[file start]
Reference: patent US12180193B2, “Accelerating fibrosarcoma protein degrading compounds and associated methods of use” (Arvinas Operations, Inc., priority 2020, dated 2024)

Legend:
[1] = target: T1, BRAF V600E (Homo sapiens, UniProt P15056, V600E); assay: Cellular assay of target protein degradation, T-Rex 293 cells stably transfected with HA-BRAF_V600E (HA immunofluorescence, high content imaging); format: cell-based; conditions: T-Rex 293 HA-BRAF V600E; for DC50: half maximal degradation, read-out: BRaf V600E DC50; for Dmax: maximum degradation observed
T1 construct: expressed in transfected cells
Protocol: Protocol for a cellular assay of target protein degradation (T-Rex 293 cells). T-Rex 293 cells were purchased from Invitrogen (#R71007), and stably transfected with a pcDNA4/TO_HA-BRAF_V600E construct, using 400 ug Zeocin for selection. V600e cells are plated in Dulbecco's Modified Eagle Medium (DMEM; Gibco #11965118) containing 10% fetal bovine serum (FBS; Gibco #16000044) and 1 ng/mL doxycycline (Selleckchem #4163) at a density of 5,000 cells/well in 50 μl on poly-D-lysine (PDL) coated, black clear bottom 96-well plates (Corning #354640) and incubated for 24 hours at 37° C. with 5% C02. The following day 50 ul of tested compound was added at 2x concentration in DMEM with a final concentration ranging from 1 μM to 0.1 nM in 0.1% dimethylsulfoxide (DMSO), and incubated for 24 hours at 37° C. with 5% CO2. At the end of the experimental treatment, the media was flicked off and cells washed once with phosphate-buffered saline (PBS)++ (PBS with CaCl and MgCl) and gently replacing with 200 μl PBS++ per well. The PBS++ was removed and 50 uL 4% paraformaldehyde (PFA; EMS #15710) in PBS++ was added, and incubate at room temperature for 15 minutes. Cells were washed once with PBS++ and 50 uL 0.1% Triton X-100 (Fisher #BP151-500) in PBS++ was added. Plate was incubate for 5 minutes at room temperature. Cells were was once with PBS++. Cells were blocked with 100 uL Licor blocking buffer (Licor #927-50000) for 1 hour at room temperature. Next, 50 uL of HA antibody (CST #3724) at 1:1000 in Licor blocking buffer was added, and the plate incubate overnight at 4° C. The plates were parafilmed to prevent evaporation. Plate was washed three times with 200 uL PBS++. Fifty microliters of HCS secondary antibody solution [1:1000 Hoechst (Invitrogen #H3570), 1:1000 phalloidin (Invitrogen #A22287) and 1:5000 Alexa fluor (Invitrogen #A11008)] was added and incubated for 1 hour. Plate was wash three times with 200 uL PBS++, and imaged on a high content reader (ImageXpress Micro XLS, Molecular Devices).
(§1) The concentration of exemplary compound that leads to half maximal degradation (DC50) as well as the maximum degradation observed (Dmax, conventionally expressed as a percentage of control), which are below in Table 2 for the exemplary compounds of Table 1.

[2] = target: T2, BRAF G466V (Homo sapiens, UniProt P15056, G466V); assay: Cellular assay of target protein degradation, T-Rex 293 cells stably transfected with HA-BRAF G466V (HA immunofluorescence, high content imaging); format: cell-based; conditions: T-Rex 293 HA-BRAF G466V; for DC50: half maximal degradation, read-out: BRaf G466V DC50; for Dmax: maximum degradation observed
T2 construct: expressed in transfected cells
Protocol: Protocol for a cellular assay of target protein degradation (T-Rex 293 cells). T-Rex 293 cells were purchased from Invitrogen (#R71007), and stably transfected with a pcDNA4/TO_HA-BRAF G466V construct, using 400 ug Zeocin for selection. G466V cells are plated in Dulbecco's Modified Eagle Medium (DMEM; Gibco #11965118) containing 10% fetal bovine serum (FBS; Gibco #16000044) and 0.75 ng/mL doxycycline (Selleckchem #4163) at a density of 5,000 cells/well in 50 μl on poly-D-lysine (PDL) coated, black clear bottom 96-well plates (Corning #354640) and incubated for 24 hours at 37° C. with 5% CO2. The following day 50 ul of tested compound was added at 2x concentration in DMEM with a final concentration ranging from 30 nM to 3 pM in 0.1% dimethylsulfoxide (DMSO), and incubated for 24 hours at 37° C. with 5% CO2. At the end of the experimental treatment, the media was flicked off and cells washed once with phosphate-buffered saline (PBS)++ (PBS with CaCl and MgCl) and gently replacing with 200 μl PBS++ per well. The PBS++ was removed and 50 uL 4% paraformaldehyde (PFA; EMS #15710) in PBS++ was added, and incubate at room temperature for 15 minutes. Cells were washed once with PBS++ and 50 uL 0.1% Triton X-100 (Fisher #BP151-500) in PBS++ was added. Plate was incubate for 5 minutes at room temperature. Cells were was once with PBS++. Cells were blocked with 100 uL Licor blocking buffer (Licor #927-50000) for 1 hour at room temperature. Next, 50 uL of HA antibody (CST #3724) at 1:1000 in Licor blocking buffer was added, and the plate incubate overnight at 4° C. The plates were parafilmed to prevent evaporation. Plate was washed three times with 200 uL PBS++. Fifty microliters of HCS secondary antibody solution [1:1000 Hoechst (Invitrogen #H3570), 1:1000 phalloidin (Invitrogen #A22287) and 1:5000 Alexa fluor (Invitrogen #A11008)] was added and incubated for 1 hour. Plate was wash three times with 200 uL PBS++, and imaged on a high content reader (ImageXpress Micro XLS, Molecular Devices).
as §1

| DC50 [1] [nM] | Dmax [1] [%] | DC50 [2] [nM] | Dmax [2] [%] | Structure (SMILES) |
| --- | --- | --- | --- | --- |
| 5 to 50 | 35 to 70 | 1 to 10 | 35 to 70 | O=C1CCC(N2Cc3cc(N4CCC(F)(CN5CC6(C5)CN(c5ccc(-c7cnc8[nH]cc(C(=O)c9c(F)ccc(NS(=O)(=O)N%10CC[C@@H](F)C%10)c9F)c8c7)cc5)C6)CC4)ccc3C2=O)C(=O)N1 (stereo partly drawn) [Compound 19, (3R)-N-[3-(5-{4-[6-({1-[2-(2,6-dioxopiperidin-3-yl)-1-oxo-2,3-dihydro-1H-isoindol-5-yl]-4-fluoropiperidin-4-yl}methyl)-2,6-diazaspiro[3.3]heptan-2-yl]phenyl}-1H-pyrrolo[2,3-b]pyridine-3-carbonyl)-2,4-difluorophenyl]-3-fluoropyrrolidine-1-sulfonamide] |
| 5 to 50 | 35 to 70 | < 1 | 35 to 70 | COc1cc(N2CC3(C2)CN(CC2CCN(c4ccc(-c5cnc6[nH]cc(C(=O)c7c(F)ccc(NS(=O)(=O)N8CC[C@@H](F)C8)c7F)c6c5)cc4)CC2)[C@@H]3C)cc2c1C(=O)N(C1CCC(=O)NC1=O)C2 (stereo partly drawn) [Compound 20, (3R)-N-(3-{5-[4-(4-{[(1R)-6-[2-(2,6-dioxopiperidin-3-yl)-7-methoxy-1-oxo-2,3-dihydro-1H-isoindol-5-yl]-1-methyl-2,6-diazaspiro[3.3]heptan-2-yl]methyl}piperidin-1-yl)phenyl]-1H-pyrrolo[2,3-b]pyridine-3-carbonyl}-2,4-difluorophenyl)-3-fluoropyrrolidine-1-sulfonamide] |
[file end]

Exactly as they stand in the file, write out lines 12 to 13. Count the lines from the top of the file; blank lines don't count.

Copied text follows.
| --- | --- | --- | --- | --- |
| 5 to 50 | 35 to 70 | 1 to 10 | 35 to 70 | O=C1CCC(N2Cc3cc(N4CCC(F)(CN5CC6(C5)CN(c5ccc(-c7cnc8[nH]cc(C(=O)c9c(F)ccc(NS(=O)(=O)N%10CC[C@@H](F)C%10)c9F)c8c7)cc5)C6)CC4)ccc3C2=O)C(=O)N1 (stereo partly drawn) [Compound 19, (3R)-N-[3-(5-{4-[6-({1-[2-(2,6-dioxopiperidin-3-yl)-1-oxo-2,3-dihydro-1H-isoindol-5-yl]-4-fluoropiperidin-4-yl}methyl)-2,6-diazaspiro[3.3]heptan-2-yl]phenyl}-1H-pyrrolo[2,3-b]pyridine-3-carbonyl)-2,4-difluorophenyl]-3-fluoropyrrolidine-1-sulfonamide] |